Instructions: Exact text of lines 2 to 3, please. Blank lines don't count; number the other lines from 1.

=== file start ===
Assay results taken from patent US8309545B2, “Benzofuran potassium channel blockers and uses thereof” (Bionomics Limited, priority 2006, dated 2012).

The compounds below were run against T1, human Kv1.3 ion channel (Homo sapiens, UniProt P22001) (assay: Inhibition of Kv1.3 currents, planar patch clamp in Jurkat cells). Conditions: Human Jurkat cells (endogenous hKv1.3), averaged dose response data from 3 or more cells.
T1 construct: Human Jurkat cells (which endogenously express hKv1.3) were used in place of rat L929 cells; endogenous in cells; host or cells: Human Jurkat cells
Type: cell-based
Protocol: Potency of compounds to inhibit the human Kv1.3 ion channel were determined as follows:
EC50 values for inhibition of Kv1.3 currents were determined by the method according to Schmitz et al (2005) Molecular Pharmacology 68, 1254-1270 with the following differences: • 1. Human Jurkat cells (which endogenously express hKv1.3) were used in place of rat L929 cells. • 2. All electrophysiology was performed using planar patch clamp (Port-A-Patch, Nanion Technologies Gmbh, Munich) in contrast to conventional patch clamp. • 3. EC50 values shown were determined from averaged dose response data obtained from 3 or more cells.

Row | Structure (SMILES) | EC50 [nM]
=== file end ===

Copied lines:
The compounds below were run against T1, human Kv1.3 ion channel (Homo sapiens, UniProt P22001) (assay: Inhibition of Kv1.3 currents, planar patch clamp in Jurkat cells). Conditions: Human Jurkat cells (endogenous hKv1.3), averaged dose response data from 3 or more cells.
T1 construct: Human Jurkat cells (which endogenously express hKv1.3) were used in place of rat L929 cells; endogenous in cells; host or cells: Human Jurkat cells